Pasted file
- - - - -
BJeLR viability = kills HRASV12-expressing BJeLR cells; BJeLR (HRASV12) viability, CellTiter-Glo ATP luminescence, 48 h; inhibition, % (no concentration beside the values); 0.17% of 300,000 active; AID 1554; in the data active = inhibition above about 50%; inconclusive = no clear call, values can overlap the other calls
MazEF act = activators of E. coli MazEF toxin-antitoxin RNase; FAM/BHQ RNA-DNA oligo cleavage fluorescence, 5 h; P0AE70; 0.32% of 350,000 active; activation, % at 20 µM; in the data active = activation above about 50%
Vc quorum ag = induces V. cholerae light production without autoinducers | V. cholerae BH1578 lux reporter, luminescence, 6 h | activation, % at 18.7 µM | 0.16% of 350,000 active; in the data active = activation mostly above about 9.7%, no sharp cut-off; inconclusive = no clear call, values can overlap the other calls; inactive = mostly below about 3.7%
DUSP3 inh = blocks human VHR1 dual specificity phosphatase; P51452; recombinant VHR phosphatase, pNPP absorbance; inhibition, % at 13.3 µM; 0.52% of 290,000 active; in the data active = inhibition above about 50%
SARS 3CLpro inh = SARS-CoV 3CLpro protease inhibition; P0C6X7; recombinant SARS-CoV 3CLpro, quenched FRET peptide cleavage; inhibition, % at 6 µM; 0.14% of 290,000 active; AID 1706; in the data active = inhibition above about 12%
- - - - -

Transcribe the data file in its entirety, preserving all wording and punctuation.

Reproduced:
BJeLR viability = kills HRASV12-expressing BJeLR cells; BJeLR (HRASV12) viability, CellTiter-Glo ATP luminescence, 48 h; inhibition, % (no concentration beside the values); 0.17% of 300,000 active; AID 1554; in the data active = inhibition above about 50%; inconclusive = no clear call, values can overlap the other calls
MazEF act = activators of E. coli MazEF toxin-antitoxin RNase; FAM/BHQ RNA-DNA oligo cleavage fluorescence, 5 h; P0AE70; 0.32% of 350,000 active; activation, % at 20 µM; in the data active = activation above about 50%
Vc quorum ag = induces V. cholerae light production without autoinducers | V. cholerae BH1578 lux reporter, luminescence, 6 h | activation, % at 18.7 µM | 0.16% of 350,000 active; in the data active = activation mostly above about 9.7%, no sharp cut-off; inconclusive = no clear call, values can overlap the other calls; inactive = mostly below about 3.7%
DUSP3 inh = blocks human VHR1 dual specificity phosphatase; P51452; recombinant VHR phosphatase, pNPP absorbance; inhibition, % at 13.3 µM; 0.52% of 290,000 active; in the data active = inhibition above about 50%
SARS 3CLpro inh = SARS-CoV 3CLpro protease inhibition; P0C6X7; recombinant SARS-CoV 3CLpro, quenched FRET peptide cleavage; inhibition, % at 6 µM; 0.14% of 290,000 active; AID 1706; in the data active = inhibition above about 12%